The Goldilocks lovers will also tend to assume that any such disruption will serve to delay the onset of genuine tightening and may even induce further ill-advised stimulus measures on the part of the major central banks. Certainly Madame Christine Defarge – that tax-sheltered tricoteuse who knits beside the guillotine set up for the hated bourgeoisie – has already begun to militate for such a response.

 

For their part, the biddable are already trying to drown out the noise of the Cacerolazo by making the fatuous argument that the EMs account for such a piffling portion of world GDP that their fate should be a matter of complete indifference to the rest of us.

 

Needless to say this is a touch disingenuous at best. Their share of end consumption-biased GDP may be lower, but they account for an equivalent fraction, if not a small majority, of global industrial production – and they have been responsible for an even bigger proportion of its growth this past decade. Ditto for trade and ditto for resource use.

 

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Tue, 02/04/2014 - 13:26 | 4400591 TBT or not TBT
TBT or not TBT's picture

The even bigger story:  Europeans lend outside of Europe because they can't get adequate return IN Europe.

Adequate for what?   To support their pension plans and insurance schemes, given their deathbed demographics, crushing taxes and regulation.    And we're following them since the elections of 2006.

Tue, 02/04/2014 - 13:29 | 4400602 LawsofPhysics
LawsofPhysics's picture

We have been the "united states of europe" for quite a while.  At this point everybody thinks their shit doesn't stink.

Tue, 02/04/2014 - 13:42 | 4400633 ArkansasAngie
ArkansasAngie's picture

All of that off shored Bernanke money that the European banks got had to go somewhere productive.  Chasing yields to the ends of the earth.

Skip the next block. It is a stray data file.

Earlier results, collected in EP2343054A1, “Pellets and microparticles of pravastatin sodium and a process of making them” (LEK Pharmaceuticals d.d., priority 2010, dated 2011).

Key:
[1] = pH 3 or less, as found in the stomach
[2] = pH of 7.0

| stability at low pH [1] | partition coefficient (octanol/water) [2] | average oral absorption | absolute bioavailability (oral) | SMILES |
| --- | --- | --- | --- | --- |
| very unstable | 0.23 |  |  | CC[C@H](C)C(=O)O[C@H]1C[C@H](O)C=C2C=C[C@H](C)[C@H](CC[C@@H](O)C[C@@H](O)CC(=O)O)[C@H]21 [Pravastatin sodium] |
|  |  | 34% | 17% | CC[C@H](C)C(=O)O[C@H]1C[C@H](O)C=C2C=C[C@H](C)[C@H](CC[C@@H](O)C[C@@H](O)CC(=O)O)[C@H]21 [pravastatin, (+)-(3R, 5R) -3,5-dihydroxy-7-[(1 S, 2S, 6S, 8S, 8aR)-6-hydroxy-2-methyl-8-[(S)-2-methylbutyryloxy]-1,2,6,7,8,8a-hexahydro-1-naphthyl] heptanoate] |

Might prove a little difficult for Yellen to repo back.

Tue, 02/04/2014 - 13:47 | 4400655 Oh regional Indian
Oh regional Indian's picture

COuple of points.

 

1) How much of money went and sank in Dubai? Because they are reflating Dubai furiously for the Dubai 2020 world Expo. This is first hand info. Long abandoned projects are being revived. Are they still foolishly throwing good money after bad? THey have a plan. Same for India. Current interest rates vary from 10% (excellent credit worthiness) to 18-24% (newbies, low income). Such a long way to fall (interest rates that is) and so many people yet to be en-snared.

2) Anyone interested should search for and read the Santander story via the enigmatic Mr. LaRouche via his LARouche PAC website. Brilliant analysis.

ori

http://aadivaahan.wordpress.com/2014/02/04/pictorally-speaking/

Tue, 02/04/2014 - 15:03 | 4400960 tip e. canoe
tip e. canoe's picture

this one?

http://larouchepac.com/node/13413

Banco Santander, which is controlled by the British royal household's Royal Bank of Scotland,

true or tinfoil?   seems to be a lot of overlap btw the 2, though no definitive link.

Tue, 02/04/2014 - 23:56 | 4402757 Oh regional Indian
Oh regional Indian's picture

Dead link. And yes, his stuff always sounds tin-foily (kind of a David Icke meets Global Political subterfuge). I like what they write and say, always deliverd in a level, well researched fashion. 

Tue, 02/04/2014 - 13:40 | 4400635 TBT or not TBT
TBT or not TBT's picture

"Europe" is a faith-based cult of big government.